Clusters guide career paths

August 05, 1998|By KERRY LYNN FRALEY

MARTINSBURG, W.Va. - Martinsburg teen Eric Perry is pretty sure he wants to be a doctor or a pharmacist when he grows up.

They seem like they would be fun professions, said Perry, 14, who said he's interested in science and likes the $70,000-a-year starting salary he's heard about.

Schoolmate Laura Smith isn't quite as specific in her career goals at this point.

"I don't know exactly, but I want to do something in fashion," said Smith, 14, of Martinsburg, who got a taste of one possible job - modeling - at the Martinsburg Mall.

Both incoming freshman at Martinsburg High School, Perry and Smith were asked as eighth-graders at North Middle School to contemplate their futures and choose a "career cluster" that will guide their coursework throughout high school.


"Our goal is when children leave our school system, they're going to be prepared for life," said Donna Miller, assistant superintendent for instruction for Berkeley County Schools.

This year's freshman class will be the first to go through high school with the clustering system, which requires students to pick one of six broad career areas for the first two years of high school, then narrow their choice to a more specific "major" in their junior year, Miller said.

The career clusters include health, human services, engineering/technical, science/natural resources, business/marketing and fine arts/humanities.

Based on the cluster, major and occupational level, students get a list of recommended coursework designed to prepare them for required post-secondary education or the job itself, Miller said.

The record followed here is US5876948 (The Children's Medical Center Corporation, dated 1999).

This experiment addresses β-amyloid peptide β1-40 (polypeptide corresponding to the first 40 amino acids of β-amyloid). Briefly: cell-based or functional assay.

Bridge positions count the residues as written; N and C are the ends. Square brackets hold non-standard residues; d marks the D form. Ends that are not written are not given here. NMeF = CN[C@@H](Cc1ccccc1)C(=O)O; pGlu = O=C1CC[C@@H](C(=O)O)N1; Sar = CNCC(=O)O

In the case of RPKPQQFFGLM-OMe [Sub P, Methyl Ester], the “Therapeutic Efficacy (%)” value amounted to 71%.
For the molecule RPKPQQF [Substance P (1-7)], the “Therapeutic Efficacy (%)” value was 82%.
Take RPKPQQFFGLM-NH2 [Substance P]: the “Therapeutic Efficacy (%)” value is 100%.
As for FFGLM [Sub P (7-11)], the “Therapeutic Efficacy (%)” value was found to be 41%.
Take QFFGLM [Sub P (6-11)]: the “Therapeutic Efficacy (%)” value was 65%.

"We're trying to give them some direction. We have so many children who finish high school and have no idea what they want to do," she said.

The county is a year ahead of the state's deadline to implement a career preparation program starting at the eighth-grade level as part of comprehensive schools-to-work legislation enacted several years ago, she said.

For Smith and Perry, the decision involved a lot of parental input.

Cindy Smith said she has mixed feelings about clustering, which she worries could handicap a student who dramatically changes his or her mind midway through high school.

"There are so many opportunities to explore as children to say 'This is what I want to do,'" said Smith, 34, a medical billing clerk.

As a teacher, Mary Perry said she likes the direction the program gives parents in choosing classes for their children. And she thinks the specialty coursework will give her son an edge in applying for college.

Still, she said, she worries what will happen if her son changes his mind, given the very strict progression of classes he's required to take under the health cluster's professional level.

"Once he's into it, it's kind of hard to change gears," Perry said.

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